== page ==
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Table of Contents
Year : 2012  |  Volume : 16  |  Issue : 6  |  Page : 1015-1018

Metformin: Midlife maturity, maiden charm

1 Department of Endocrinology, Bharti Hospital and BRIDE, Karnal, India
2 Department of Pharmacology, Post Graduate Institute of Medical Sciences, Rohtak, India
3 Department of Medicine and Medical Superintendent, JIPMER, Puducherry, India

Date of Web Publication31-Oct-2012

Correspondence Address:
Sanjay Kalra
Department of Endocrinology, Bharti Hospital and BRIDE, Karnal
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Source of Support: None, Conflict of Interest: None

DOI: 10.4103/2230-8210.103028

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Metformin is one of the most commonly prescribed drugs for management of Type 2 diabetes mellitus. It has been in use for almost five decades. Now, pharmacological properties of this agent are being exapted for use in a number of other indications. New facets of its personality are coming up, generating more interest of the scientific community in this "middle-aged" molecule. This article explores the role of metformin in cardioprotection and its hepatoprotective properties. Nephroprotective, protection against excess body fat and gonadoprotective actions, properties have also been discussed. Additionally, this manuscript briefly reviews the thyroid stimulating hormone (TSH)-lowering properties in diabetic and non-diabetic patients, besides reviewing its actions on different types of cancers. Some of these actions may become approved indications for use of metformin following generation of new evidence. Metformin still has many unexplored dimensions that deserve further exploration.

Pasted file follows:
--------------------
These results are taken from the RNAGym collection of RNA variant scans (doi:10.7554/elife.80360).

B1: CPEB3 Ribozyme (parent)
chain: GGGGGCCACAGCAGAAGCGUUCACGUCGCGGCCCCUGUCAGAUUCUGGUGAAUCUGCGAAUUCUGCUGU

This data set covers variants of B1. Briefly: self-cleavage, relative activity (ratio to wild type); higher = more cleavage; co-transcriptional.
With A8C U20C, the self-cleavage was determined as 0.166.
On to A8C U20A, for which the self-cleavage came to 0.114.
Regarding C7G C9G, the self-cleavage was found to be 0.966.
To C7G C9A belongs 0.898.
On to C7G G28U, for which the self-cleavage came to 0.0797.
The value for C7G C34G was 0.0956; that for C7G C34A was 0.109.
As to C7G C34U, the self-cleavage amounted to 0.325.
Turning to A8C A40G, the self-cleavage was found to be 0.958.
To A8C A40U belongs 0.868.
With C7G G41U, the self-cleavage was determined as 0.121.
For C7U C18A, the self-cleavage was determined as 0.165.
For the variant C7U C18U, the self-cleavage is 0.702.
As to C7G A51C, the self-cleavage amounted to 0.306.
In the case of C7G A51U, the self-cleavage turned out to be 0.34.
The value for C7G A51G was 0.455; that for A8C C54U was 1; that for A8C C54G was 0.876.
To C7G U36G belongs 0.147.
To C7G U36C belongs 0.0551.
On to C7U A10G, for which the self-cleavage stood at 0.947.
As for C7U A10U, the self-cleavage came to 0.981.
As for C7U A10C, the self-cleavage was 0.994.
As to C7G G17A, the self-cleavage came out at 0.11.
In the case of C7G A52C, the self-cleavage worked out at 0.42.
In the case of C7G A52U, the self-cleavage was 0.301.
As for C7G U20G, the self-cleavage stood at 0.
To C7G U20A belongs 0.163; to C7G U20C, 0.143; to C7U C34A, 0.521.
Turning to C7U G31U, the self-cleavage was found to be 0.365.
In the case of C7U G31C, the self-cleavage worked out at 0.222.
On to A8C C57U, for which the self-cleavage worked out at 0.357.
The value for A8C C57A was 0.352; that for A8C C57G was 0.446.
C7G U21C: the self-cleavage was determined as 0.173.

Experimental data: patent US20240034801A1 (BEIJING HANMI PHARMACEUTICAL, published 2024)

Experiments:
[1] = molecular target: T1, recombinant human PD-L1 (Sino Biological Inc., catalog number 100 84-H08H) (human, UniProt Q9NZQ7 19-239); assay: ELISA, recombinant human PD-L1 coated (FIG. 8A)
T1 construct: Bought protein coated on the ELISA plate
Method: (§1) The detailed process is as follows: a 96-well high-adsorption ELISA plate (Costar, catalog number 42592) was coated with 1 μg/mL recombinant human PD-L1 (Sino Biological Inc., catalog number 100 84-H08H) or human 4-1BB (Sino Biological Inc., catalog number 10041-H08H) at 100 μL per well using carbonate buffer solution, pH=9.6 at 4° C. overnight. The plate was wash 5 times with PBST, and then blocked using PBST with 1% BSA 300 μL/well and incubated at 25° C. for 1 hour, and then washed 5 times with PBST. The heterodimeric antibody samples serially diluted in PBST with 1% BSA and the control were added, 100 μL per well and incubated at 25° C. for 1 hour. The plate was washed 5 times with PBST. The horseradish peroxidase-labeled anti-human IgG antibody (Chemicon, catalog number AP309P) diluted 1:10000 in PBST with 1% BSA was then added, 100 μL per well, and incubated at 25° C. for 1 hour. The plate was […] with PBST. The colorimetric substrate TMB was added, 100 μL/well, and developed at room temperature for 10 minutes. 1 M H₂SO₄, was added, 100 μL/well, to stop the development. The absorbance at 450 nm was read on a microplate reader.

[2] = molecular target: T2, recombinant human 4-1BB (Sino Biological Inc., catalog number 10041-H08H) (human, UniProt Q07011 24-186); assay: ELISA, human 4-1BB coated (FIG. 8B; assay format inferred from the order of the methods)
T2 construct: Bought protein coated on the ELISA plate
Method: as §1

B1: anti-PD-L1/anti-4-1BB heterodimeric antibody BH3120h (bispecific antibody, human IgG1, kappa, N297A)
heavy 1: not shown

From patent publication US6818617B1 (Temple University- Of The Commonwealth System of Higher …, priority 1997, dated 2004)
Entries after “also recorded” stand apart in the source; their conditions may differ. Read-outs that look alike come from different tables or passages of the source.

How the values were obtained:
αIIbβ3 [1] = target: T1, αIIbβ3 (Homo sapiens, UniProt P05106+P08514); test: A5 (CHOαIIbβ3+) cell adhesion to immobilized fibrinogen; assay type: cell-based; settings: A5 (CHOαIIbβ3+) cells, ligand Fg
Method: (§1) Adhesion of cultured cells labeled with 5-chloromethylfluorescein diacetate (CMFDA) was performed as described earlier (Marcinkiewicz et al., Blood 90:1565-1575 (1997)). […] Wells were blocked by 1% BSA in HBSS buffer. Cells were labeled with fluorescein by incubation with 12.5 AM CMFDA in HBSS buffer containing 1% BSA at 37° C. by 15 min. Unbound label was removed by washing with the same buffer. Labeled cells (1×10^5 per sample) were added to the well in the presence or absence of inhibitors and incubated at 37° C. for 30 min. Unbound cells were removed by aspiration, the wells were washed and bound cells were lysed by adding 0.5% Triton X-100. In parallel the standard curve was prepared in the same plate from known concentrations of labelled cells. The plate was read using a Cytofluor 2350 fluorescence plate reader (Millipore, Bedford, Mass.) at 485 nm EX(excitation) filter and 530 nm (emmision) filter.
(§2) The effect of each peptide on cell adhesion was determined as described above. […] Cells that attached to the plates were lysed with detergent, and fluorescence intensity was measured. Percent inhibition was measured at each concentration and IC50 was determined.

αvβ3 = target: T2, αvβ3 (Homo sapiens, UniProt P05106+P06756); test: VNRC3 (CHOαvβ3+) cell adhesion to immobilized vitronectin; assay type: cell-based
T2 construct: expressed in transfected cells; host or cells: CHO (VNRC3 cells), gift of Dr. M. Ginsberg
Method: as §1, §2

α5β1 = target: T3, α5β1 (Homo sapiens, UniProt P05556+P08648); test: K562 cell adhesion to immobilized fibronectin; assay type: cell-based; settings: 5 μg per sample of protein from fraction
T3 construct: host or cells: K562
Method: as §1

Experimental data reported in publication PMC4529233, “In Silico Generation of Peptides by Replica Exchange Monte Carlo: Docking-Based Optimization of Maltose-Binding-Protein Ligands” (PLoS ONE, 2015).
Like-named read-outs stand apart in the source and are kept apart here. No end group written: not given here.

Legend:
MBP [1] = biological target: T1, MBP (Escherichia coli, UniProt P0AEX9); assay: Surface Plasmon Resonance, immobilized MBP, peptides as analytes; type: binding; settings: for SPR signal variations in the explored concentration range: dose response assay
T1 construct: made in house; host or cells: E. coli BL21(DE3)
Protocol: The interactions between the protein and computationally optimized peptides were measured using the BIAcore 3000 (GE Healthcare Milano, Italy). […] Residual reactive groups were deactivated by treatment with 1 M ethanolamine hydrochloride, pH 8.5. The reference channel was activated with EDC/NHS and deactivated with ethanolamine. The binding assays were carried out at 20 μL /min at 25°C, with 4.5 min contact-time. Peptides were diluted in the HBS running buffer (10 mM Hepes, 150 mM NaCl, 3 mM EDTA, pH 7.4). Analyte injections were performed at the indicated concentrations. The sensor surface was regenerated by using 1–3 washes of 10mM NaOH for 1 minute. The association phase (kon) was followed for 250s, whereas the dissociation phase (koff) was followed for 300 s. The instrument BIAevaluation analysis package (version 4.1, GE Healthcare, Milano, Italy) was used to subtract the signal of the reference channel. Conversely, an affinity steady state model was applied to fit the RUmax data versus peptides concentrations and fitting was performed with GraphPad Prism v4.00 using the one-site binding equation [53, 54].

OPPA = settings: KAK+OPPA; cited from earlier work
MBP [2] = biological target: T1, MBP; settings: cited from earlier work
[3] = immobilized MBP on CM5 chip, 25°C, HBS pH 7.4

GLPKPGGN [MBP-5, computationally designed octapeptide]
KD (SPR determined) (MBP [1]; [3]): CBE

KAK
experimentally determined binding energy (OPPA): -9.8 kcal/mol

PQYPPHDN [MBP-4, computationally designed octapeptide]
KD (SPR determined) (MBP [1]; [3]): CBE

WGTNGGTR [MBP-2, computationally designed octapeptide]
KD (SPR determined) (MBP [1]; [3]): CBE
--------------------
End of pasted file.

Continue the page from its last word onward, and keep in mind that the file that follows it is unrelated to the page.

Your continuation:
Keywords: Biguanides, cancer, cardioprotection, diabetes, gonad, hepatoprotection, oral hypoglycemic drugs, renoprotection, thyroid

How to cite this article:
Kalra S, Dhamija P, Das AK. Metformin: Midlife maturity, maiden charm. Indian J Endocr Metab 2012;16:1015-8

How to cite this URL:
Kalra S, Dhamija P, Das AK. Metformin: Midlife maturity, maiden charm. Indian J Endocr Metab [serial online] 2012 [cited 2020 Feb 18];16:1015-8. Available from: http://www.ijem.in/text.asp?2012/16/6/1015/103028

   Introduction Top

Although metformin is perhaps the most widely prescribed oral antidiabetic drug worldwide, and was synthesized a century ago, newer aspects of its personality are still being discovered.

Apart from its glycemic effects in type 2 diabetes, for which it is approved, it is used in other forms of diabetes such as pre-diabetes, [1] type 1 diabetes [2] and gestational diabetes mellitus. [3] Its properties have also been put to use in other facets of metabolic syndrome, such as obesity, [4] non-alcoholic fatty liver disease (NAFLD) [5] and hyperlipidemia. [6] Also, it is used in other endocrine diseases like polycystic ovary syndrome (PCOS) [7] and hypothyroidism. [8] Non-endocrine indications, including anti-ageing, potential role in primary prevention of colonic cancer [9] and treatment of cancer, [10] complete the list.

No wonder then, that although metformin has achieved midlife maturity as a molecule, it cont\inues to exude maiden charm. The use of metformin in type 2 diabetes, both as monotherapy and in combination, is well researched and well documented. This review, therefore, will focus on the potential uses of metformin other than the prevention and management of diabetes.

   Cardioprotection Top